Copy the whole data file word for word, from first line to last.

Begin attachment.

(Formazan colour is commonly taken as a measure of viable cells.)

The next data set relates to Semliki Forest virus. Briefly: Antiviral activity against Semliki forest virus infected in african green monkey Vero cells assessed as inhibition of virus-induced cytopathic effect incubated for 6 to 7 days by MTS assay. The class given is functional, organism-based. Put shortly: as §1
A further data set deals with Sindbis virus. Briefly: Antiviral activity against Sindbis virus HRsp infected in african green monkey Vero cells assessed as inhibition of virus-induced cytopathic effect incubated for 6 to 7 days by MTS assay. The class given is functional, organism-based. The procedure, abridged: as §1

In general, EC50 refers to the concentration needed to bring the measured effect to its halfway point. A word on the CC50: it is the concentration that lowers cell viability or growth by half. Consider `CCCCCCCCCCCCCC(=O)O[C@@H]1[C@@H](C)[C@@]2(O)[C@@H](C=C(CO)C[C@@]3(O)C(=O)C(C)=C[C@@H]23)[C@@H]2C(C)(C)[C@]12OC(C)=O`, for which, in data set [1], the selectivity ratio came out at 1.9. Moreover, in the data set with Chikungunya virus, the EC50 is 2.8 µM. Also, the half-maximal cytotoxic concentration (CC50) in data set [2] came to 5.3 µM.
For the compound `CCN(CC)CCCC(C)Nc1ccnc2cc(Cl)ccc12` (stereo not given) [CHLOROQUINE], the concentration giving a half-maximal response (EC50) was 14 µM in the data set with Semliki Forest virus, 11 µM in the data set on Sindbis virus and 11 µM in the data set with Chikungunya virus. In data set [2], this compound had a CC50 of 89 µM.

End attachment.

(Formazan colour is commonly taken as a measure of viable cells.)

The next data set relates to Semliki Forest virus. Briefly: Antiviral activity against Semliki forest virus infected in african green monkey Vero cells assessed as inhibition of virus-induced cytopathic effect incubated for 6 to 7 days by MTS assay. The class given is functional, organism-based. Put shortly: as §1
A further data set deals with Sindbis virus. Briefly: Antiviral activity against Sindbis virus HRsp infected in african green monkey Vero cells assessed as inhibition of virus-induced cytopathic effect incubated for 6 to 7 days by MTS assay. The class given is functional, organism-based. The procedure, abridged: as §1

In general, EC50 refers to the concentration needed to bring the measured effect to its halfway point. A word on the CC50: it is the concentration that lowers cell viability or growth by half. Consider `CCCCCCCCCCCCCC(=O)O[C@@H]1[C@@H](C)[C@@]2(O)[C@@H](C=C(CO)C[C@@]3(O)C(=O)C(C)=C[C@@H]23)[C@@H]2C(C)(C)[C@]12OC(C)=O`, for which, in data set [1], the selectivity ratio came out at 1.9. Moreover, in the data set with Chikungunya virus, the EC50 is 2.8 µM. Also, the half-maximal cytotoxic concentration (CC50) in data set [2] came to 5.3 µM.
For the compound `CCN(CC)CCCC(C)Nc1ccnc2cc(Cl)ccc12` (stereo not given) [CHLOROQUINE], the concentration giving a half-maximal response (EC50) was 14 µM in the data set with Semliki Forest virus, 11 µM in the data set on Sindbis virus and 11 µM in the data set with Chikungunya virus. In data set [2], this compound had a CC50 of 89 µM.